Skip to main content

Danger ahead: The mobile threat landscape

With more than 6 billion records lost since 2013 in data breaches, according to the Gemalto Breach Level Index, it’s clear that security has to be a top priority for any business. And with the number of mobile devices expected to hit more than 6 billion by 2020, mobile has become a key target for hackers, and thus a key concern for enterprise, especially as BYOD continues to grow.

The biggest mobile risks to the enterprise

The rising popularity of mobile and cloud technologies are driving massive changes in organisations. One area of concern is the rise in cloud-connected apps, both for personal use and in the workplace. While cloud connected apps are a necessity for employee productivity, they pose a large security threat to organisations if not managed properly.

Employees may store corporate documents on personal Enterprise File Sync and Sharing (EFSS) apps, putting sensitive corporate data outside of IT's protection. Our report on the State of App Security revealed that five of the top ten consumer apps that are blacklisted by our customers are EFSS apps.

The challenge with devices and apps is that the user, and not the IT administrator, is generally in control, especially when it comes to BYOD. And if not managed correctly, employees are allowed to connect to potentially insecure services, and they are also likely to use their personal accounts to share corporate data.

Managing multiple mobile devices

Another area of concern for BYOD devices is using public Wi-Fi: rogue access points, or 'evil twin' networks can be set up to steal unencrypted data being sent unknowingly via them. These 'Man-in-the-Middle' attacks have been around for over a decade. As long as employees travel and connect to public Wi-Fi networks, we'll have Man-in-the-Middle threats allowing interception of sensitive corporate data.

And then there are the mobile devices themselves. It’s straightforward for an IT department to keep laptops up to date, but when users have mobile devices that range from elderly Android devices running an out-of-date OS, rooted devices running custom ROMs and jailbroken iPhones, to the latest tablets that themselves might be up to date but which are home to any number of potentially risky apps, that’s a huge task for the security team to manage.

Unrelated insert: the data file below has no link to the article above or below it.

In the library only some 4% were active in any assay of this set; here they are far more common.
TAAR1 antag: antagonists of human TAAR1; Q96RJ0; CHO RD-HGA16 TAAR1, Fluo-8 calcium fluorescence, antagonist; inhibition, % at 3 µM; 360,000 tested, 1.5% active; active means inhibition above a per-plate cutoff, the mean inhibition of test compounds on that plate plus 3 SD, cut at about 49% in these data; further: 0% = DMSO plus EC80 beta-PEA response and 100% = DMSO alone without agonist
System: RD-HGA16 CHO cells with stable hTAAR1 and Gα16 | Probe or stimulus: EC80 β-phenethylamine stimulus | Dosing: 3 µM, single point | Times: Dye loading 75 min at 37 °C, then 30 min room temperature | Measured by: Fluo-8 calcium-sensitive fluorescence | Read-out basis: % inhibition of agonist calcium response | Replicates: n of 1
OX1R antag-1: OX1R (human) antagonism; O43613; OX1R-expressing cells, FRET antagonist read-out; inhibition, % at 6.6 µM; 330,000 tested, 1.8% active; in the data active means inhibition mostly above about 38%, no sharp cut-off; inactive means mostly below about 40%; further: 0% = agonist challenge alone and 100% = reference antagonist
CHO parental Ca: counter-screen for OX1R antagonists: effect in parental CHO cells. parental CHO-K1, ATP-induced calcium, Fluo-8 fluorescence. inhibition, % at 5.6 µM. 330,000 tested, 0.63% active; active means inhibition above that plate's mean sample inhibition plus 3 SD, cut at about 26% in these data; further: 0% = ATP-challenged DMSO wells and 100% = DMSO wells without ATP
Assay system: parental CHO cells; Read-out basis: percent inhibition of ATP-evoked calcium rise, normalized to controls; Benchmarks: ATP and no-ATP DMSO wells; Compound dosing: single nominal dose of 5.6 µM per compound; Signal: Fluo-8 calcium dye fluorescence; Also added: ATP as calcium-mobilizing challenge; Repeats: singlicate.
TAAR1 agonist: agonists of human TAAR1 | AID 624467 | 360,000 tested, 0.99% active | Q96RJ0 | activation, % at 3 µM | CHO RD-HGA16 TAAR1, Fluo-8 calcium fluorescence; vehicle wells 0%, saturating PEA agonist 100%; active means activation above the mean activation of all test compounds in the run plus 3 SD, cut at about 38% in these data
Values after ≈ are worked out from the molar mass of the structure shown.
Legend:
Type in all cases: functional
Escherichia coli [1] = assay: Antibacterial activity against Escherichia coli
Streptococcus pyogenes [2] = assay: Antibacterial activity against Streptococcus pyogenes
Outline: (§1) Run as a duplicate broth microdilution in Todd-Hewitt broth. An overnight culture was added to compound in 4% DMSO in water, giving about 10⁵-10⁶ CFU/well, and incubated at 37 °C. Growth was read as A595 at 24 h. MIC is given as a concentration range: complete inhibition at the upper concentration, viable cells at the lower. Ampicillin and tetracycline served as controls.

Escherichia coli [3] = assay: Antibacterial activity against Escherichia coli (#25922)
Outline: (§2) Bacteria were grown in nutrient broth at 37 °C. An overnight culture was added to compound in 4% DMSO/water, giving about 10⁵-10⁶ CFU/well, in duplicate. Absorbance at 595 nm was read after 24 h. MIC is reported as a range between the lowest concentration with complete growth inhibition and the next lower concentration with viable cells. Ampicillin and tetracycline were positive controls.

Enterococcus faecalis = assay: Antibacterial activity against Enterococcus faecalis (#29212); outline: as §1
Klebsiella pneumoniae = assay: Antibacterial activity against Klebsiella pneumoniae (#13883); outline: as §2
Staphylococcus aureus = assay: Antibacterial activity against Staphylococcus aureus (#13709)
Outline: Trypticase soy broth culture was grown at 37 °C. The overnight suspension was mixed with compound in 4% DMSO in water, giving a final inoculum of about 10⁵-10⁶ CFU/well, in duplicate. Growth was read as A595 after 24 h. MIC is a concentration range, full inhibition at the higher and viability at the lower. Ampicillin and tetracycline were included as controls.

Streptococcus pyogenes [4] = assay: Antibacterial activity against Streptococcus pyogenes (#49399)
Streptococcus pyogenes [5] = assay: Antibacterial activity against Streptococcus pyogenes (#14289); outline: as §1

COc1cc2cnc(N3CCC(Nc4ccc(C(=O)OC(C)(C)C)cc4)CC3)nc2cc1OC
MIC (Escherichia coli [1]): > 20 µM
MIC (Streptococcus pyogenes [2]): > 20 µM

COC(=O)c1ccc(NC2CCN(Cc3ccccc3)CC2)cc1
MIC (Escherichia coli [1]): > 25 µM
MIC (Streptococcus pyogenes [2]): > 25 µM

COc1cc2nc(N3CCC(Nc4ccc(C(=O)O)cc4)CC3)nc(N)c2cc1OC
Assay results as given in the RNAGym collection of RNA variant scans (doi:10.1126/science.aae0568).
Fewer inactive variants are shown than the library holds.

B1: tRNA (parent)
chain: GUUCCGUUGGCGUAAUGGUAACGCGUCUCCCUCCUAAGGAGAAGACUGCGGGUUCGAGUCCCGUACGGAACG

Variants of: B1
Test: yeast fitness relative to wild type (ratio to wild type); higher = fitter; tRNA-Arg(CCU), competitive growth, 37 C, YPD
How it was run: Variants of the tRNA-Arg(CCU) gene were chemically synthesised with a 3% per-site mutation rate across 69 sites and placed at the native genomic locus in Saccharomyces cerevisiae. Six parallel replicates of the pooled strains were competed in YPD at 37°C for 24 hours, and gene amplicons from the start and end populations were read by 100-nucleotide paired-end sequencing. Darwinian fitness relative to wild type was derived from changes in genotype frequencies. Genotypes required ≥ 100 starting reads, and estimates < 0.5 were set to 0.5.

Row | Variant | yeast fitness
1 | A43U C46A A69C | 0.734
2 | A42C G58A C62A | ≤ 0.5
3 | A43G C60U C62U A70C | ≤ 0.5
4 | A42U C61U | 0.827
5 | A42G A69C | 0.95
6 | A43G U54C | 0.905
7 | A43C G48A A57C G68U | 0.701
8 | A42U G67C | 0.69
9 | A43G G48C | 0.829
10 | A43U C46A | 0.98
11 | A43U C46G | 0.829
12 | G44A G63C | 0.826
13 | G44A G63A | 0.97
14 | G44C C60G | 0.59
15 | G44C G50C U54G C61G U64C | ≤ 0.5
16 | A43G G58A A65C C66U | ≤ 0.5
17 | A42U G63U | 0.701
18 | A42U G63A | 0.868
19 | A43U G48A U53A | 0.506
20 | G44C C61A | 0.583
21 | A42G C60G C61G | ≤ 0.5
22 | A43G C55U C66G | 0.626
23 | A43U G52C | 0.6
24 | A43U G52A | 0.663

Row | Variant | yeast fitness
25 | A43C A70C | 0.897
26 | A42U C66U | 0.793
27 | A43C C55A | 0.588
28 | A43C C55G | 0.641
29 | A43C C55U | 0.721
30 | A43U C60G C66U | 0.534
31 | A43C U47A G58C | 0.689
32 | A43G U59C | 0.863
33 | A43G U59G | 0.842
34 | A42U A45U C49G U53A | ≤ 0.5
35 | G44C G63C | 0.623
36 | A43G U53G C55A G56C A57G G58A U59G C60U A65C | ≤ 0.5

iOS devices dominate the enterprise, with 78 per cent of enterprise devices using iOS, according to MobileIron’s Q4 Security and Risk Review. However, devices that are jailbroken or compromised can pose a security threat to businesses as hackers turn their attention to this platform.

Hackers are always one step ahead of the game: the latest threat to iOS is 'sandjacking', where legitimate apps can be replaced with malicious ones without the user’s knowledge. This is compounded by the fact that Apple is notoriously slow to patch vulnerabilities and often leaves older devices unprotected.

Devices fall out of compliance for a variety of reasons. For example, if the device is running an old version of the operating system that IT is no longer supporting, or if the user installs an app that IT has blacklisted. Our State of App security report revealed that one in ten enterprises has at least one compromised device accessing enterprise data, and that more than 53 per cent of enterprises have at least one device that is not in compliance with corporate security policies.

Staying one step ahead of the game

So how can the IT team keep on top of the threat landscape? Forcing compliance is always tricky: for example, users often disable PINs because they’re a hassle – we found that 22 per cent of the businesses surveyed had users who had done just that.

Our advice is to be tough with employee mobile devices: enforce compliance and quarantine devices that are non-compliant, and enforce patching of BYOD devices so that they remain up to date. If IT administrators don't automate the quarantining of devices when they fall out of compliance, corporate data can be put at risk.

Unfortunately, for IT administrators, traditional approaches to IT security won’t work with next-generation mobile threats. Many enterprises are still trying to address the risks of cloud storage applications by blacklisting common cloud EFSS apps.

When it comes to the cloud, enterprises need to stop trying to play whack-a-mole against the ever-growing number of services and instead deploy solutions that provide a secure cloud service for employees, controlling the dissemination of enterprise data, rather than prohibiting certain tools or services. This will require a mind-set shift from one of restriction to one of enablement.

It’s also important that operating systems are kept up to date, and you can enforce this by taking this off the hands of the users. Patching is more simple with iOS, but becomes more complex with Android devices. However, there are solutions available that identify Android device risks by correlating known vulnerabilities against the Android operating system. These solutions can then notify the IT team when a vulnerable device has been detected so the device can be quarantined.

We also recommend monitoring solutions that detect risks from malicious apps and confine devices until the threat is mitigated, either by the user or the IT security team.

The threat landscape is constantly changing, but with a smart new approach to risk management and security solutions, you can fight back – and win the battle of mobile security.

Sean Ginevan, Senior Director of Strategy, MobileIron

Image source: Shutterstock/BeeBright